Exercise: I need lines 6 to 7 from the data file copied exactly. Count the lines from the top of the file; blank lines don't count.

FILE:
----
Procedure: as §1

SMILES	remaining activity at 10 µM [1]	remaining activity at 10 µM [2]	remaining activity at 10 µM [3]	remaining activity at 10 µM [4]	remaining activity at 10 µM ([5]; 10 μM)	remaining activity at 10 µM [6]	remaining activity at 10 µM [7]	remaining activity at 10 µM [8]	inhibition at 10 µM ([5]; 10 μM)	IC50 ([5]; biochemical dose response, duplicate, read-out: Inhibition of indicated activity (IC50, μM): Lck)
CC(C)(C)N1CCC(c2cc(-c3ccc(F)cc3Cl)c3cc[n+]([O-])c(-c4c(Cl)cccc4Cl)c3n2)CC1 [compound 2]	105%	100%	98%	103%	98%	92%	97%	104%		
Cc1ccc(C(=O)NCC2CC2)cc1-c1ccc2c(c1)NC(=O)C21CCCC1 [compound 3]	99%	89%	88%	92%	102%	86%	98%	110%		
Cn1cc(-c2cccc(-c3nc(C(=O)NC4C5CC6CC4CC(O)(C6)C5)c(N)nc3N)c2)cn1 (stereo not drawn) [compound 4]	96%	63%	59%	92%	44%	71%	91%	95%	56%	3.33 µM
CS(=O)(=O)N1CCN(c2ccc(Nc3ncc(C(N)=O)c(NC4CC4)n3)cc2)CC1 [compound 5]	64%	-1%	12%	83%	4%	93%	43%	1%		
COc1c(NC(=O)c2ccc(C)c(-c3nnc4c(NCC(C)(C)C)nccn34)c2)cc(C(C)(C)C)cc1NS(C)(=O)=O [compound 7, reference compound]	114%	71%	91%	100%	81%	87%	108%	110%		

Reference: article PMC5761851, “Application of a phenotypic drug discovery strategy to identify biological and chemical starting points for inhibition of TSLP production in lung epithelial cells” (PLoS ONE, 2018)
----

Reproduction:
CS(=O)(=O)N1CCN(c2ccc(Nc3ncc(C(N)=O)c(NC4CC4)n3)cc2)CC1 [compound 5]	64%	-1%	12%	83%	4%	93%	43%	1%		
COc1c(NC(=O)c2ccc(C)c(-c3nnc4c(NCC(C)(C)C)nccn34)c2)cc(C(C)(C)C)cc1NS(C)(=O)=O [compound 7, reference compound]	114%	71%	91%	100%	81%	87%	108%	110%		